Desirably, as shown in FIGS. 6 and 7, the slots 54 in the rotor 12 are sized to permit a fluid film to form on the leading and trailing faces 68, 69 of each vane 14. The fluid film supports the vanes 14 as the rotor 12 rotates. The fluid film prevents wear of the vane slot, effectively creating a bearing surface. Additionally, the size of the slots 54 is desired to prevent vane tilt while still allowing fluid to enter a contact seal between the rotor 12 and vanes 14 in the areas of their contact should vane tilting occur, to the extent that any vane tilting is present. The contact seals maintain the pressurized fluid acting on the vanes 14 and prevents it from leaking or flowing out of the slots 54. Such leakage is otherwise likely to occur due to the pressure differential between the fluid in the chambers 58 and slots 54 which is at pump outlet pressure and lower pressure portions of the pump cycle (nearly all but at the outlet of the pump). By preventing this leakage, it is ensured that a sufficient hydrostatic force biases the vanes 14 radially outwardly toward the containment ring or eccentric ring 20 to improve the continuity of the contact between the vanes 14 and the containment ring or eccentric ring 20.

To displace fluid, the containment ring or eccentric ring 20 is mounted eccentrically relative to the drive shaft 52 and rotor 12. This eccentricity creates a varying clearance or gap between the containment ring or eccentric ring 20 and the rotor 12. The varying clearing creates fluid pumping chambers 70, between adjacent vanes 14, the rotor 12 and the internal surface of the containment ring or eccentric ring 20, which have a variable volume as they are rotated in use. Specifically, each pumping chamber 70 increases in volume during a portion of its rotational movement, thereby creating a drop in pressure in that pumping chamber 70 tending to draw fluid therein. After reaching a maximum volume, each pumping chamber 70 then begins to decrease in volume increasing the pressure therein until the pumping chamber is registered with an outlet and fluid is forced through said outlet at the discharge pressure of the pump 10. Thus, the eccentricity provides enlarging and decreasing pumping chambers 70 which provide both a decreased pressure to draw fluid in through the inlet of the pump 10 and thereafter increase the pressure of the fluid and discharge it from the outlet of the pump 10 under pressure.

The degree of the eccentricity determines the operational characteristics of the pump 10, with more eccentricity providing higher flow rate of the fluid through the pump 10 and less eccentricity providing a lower flow rate in pressure of the fluid. In a so-called “zero displacement position” or the second position of the containment ring or eccentric ring 20 shown in FIG. 3, the opening 41 is essentially coaxially aligned with the rotor 12 so that the fluid pumping chambers 70 have an essentially constant volume throughout their rotation. In this orientation, the pumping chambers 70 do not enlarge to draw flow therein nor do they become smaller in volume to increase the pressure of fluid therein creating a minimum performance condition or a zero displacement condition of the pump 10. Preferably, it is desirable to have a minimum displacement of the pump that maintains proper operational characteristics of the pump. When the containment ring or eccentric ring 20 is in its first or maximum displacement position or any displacement between maximum and minimum displacement, the pumping chambers 70 vary in size between their maximum volume and minimum volume as the rotor 12 rotates providing increased pump displacement.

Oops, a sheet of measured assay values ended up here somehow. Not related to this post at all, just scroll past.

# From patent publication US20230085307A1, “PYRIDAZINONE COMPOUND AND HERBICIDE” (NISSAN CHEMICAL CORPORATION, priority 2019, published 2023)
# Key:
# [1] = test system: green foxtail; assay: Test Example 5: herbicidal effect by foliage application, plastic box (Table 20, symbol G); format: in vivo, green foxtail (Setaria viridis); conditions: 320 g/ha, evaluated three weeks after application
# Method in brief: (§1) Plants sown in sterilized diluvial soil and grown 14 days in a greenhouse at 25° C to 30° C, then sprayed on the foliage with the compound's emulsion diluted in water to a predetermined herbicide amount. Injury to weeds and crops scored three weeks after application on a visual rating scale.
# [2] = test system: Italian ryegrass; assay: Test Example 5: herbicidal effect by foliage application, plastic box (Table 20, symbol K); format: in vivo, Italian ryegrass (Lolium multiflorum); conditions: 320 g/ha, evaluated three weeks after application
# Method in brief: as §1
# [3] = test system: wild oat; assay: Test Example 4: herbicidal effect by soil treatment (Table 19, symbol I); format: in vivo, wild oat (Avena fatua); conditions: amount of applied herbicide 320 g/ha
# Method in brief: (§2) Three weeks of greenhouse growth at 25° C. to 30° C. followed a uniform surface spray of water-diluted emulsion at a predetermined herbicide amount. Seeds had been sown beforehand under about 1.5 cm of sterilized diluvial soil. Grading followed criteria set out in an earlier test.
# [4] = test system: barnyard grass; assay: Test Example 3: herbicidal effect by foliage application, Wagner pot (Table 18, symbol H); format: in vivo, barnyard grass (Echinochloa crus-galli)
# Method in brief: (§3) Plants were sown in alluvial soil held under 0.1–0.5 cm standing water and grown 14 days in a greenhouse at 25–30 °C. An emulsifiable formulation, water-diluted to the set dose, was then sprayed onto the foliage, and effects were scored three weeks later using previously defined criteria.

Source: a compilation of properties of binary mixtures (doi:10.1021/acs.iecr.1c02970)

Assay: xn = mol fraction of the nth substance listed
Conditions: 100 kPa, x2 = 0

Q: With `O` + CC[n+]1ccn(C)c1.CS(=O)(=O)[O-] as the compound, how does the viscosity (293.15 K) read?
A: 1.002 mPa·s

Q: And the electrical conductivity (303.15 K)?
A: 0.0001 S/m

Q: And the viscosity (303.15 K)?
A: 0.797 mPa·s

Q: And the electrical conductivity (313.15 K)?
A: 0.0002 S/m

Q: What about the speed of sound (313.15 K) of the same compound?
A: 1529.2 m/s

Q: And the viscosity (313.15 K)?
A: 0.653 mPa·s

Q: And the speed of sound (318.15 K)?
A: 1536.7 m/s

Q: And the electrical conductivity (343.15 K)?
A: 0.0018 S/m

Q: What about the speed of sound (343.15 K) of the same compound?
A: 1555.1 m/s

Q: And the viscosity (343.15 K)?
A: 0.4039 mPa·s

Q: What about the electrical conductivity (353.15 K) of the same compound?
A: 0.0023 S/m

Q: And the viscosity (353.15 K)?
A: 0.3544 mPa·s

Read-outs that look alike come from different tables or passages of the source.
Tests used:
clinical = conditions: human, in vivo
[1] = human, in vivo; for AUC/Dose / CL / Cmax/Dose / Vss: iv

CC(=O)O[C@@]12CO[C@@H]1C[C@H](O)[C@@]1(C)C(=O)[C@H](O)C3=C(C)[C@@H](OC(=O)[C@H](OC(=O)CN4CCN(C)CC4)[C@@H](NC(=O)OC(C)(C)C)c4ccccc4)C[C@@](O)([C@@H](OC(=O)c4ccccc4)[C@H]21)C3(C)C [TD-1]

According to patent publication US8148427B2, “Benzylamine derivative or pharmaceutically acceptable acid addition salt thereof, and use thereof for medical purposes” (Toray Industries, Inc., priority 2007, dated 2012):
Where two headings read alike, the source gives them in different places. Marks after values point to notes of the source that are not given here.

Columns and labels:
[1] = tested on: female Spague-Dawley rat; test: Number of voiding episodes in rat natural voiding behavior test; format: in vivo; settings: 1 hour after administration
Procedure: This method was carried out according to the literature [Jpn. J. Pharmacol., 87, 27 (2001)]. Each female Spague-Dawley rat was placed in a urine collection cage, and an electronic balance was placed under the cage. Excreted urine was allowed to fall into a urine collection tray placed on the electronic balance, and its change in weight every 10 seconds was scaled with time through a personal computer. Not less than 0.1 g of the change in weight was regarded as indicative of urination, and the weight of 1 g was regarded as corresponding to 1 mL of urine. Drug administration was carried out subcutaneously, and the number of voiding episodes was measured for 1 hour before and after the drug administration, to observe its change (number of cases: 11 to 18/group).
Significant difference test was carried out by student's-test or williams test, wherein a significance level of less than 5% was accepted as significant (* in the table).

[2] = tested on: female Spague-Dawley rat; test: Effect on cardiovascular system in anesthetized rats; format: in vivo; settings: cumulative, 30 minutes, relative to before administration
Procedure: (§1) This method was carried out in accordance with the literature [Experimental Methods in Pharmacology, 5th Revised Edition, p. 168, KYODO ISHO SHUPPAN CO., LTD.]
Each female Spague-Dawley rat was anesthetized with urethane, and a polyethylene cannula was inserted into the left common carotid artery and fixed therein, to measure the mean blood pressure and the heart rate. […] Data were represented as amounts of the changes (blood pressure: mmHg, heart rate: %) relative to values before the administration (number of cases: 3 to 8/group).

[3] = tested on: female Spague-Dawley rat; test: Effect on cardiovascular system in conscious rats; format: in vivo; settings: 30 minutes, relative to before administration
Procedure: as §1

As shown in FIGS. 3 and 4, to control the pivoting and location of the containment ring or eccentric ring 20 a pair of pistons 72, 74 may be utilized with the pistons 72, 74 operable in opposed directions to pivot the containment ring or eccentric ring 20 between its first and second positions. Desirably, each piston 72, 74 may be responsive to different fluid pressure signals that may be taken from two different points in the fluid circuit, one of which must come from the regulating valve. Accordingly, two different portions of the fluid circuit may be used to control the displacement of the containment ring or eccentric ring 20, and hence the operation and displacement of the pump 10. The pistons 72, 74 may be of different sizes as desired to vary the force on the pistons from the pressurized fluid signals. Further, one or both of the pistons 72, 74 may be biased by a spring, or other mechanism to aid in controlling the movement of the containment ring or eccentric ring 20 and operation of the pump. As an alternative, if a seal 40 is provided between the containment ring or eccentric ring 20 and housing 22, a controlled volume of fluid under pressure may be disposed directly in the chamber portions 26 a, 26 b defined on opposite sides of the seal 40. Fluid at different volumes and pressures may be provided on either side of the seal 40 to control the movement of the containment ring or eccentric ring 20. Of course, any combination of these actuators may be used to control the movement and position of the containment ring or eccentric ring 20 in use of the pump 10.